lies over $u$. Conversely, given an \'etale neighbourhood $(U, u)$
of $(S, s)$ the residue field extension $\kappa(s) \subset \kappa(u)$
is finite separable (see
Proposition \ref{proposition-etale-morphisms})
and hence we can find an embedding $\kappa(u) \subset \kappa(\overline{s})$
over $\kappa(s)$. In other words, we can find a geometric point
$\overline{u}$ of $U$ lying over $u$ such that $(U, \overline{u})$
is an \'etale neighbourhood of $(S, \overline{s})$.
We will use these observations to go between the two types of
\'etale neighbourhoods.
\end{remark}
\begin{lemma}
\label{lemma-cofinal-etale}
Let $S$ be a scheme, and let $\overline{s}$ be a geometric point of $S$.
The category of \'etale neighborhoods is cofiltered. More precisely:
\begin{enumerate}
\item Let $(U_i, \overline{u}_i)_{i = 1, 2}$ be two \'etale neighborhoods of
$\overline{s}$ in $S$. Then there exists a third \'etale neighborhood
$(U, \overline{u})$ and morphisms
$(U, \overline{u}) \to (U_i, \overline{u}_i)$, $i = 1, 2$.
\item Let $h_1, h_2: (U, \overline{u}) \to (U', \overline{u}')$ be two
morphisms between \'etale neighborhoods of $\overline{s}$. Then there exist an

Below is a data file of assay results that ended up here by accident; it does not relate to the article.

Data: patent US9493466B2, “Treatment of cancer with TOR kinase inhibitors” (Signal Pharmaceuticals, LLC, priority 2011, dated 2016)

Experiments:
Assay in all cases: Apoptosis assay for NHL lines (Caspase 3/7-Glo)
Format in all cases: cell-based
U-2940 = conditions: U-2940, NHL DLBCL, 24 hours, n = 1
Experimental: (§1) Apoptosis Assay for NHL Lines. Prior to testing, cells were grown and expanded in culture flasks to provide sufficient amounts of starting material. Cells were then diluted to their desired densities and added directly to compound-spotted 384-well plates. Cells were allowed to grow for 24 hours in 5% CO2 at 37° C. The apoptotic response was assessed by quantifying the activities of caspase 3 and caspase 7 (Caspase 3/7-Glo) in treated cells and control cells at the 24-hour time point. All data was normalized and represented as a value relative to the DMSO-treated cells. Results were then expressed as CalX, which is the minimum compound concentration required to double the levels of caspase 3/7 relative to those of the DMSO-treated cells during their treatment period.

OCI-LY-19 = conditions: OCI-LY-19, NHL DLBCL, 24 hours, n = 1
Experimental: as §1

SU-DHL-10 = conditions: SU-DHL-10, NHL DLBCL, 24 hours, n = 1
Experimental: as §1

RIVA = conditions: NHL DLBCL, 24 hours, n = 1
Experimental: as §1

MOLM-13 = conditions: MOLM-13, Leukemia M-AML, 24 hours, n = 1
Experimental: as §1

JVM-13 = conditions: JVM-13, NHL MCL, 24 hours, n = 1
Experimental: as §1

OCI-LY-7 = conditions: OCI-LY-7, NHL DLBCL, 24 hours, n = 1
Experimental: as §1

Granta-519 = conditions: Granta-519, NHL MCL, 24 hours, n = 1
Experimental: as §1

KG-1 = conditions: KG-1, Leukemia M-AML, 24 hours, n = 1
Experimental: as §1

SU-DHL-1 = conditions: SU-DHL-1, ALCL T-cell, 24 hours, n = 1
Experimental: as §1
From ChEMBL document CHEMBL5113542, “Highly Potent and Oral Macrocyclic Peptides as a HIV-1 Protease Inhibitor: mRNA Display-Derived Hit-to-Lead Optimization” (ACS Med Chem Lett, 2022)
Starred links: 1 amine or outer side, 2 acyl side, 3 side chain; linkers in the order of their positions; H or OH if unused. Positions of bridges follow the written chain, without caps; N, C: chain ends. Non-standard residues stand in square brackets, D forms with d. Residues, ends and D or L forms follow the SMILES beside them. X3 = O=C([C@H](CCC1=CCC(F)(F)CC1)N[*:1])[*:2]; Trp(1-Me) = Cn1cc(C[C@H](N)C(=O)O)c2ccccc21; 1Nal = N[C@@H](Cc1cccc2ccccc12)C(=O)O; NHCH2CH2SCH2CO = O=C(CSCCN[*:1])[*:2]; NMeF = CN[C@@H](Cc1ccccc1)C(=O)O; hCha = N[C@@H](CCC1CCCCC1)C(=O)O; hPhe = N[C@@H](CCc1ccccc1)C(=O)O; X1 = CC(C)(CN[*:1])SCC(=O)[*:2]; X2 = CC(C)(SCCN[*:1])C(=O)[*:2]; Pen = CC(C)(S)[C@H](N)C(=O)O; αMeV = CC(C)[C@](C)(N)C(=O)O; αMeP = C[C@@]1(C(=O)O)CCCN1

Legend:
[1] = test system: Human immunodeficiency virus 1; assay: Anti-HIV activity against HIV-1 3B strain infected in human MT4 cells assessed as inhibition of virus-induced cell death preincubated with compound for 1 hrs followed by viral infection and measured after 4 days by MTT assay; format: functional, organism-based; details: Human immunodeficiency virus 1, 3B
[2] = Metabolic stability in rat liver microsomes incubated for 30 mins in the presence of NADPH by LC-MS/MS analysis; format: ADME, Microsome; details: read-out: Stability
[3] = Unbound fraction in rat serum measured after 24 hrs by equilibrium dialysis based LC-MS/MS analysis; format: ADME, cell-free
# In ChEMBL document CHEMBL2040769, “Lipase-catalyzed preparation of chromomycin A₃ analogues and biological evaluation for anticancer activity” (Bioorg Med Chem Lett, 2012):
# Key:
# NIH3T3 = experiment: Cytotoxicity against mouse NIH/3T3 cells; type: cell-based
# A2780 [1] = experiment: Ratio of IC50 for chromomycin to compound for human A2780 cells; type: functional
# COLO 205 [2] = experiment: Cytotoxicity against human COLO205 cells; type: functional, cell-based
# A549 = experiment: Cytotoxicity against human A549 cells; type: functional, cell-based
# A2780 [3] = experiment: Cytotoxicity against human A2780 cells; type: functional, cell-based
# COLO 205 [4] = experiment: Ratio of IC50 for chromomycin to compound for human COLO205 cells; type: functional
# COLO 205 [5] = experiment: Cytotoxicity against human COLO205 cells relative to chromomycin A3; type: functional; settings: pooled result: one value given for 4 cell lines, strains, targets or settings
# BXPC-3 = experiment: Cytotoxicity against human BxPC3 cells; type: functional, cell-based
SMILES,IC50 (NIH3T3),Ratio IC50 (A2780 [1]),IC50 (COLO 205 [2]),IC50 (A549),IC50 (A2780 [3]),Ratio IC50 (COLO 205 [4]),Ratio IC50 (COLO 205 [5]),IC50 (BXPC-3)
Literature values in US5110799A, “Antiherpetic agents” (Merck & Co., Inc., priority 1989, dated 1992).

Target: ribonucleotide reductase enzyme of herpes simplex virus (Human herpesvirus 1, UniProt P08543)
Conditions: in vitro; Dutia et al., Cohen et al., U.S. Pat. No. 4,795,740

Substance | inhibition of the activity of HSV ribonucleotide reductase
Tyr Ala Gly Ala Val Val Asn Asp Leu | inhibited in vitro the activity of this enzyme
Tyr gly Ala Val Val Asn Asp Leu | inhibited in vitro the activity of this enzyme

\'etale neighborhood $(U'', \overline{u}'')$ and a morphism
$h : (U'', \overline{u}'') \to (U, \overline{u})$
which equalizes $h_1$ and $h_2$, i.e., such that
$h_1 \circ h = h_2 \circ h$.
\end{enumerate}
\end{lemma}
\begin{proof}
For part (1), consider the fibre product $U = U_1 \times_S U_2$.
It is \'etale over both $U_1$ and $U_2$ because \'etale morphisms are
preserved under base change, see
Proposition \ref{proposition-etale-morphisms}.
The map $\overline{s} \to U$ defined by $(\overline{u}_1, \overline{u}_2)$
gives it the structure of an \'etale neighborhood mapping to both
$U_1$ and $U_2$. For part (2), define $U''$ as the fibre product
$$
\xymatrix{
U'' \ar[r] \ar[d] & U \ar[d]^{(h_1, h_2)} \\
U' \ar[r]^-\Delta & U' \times_S U'.
}
$$
Since $\overline{u}$ and $\overline{u}'$ agree over $S$ with $\overline{s}$,
we see that $\overline{u}'' = (\overline{u}, \overline{u}')$ is a geometric
point of $U''$. In particular $U'' \not = \emptyset$.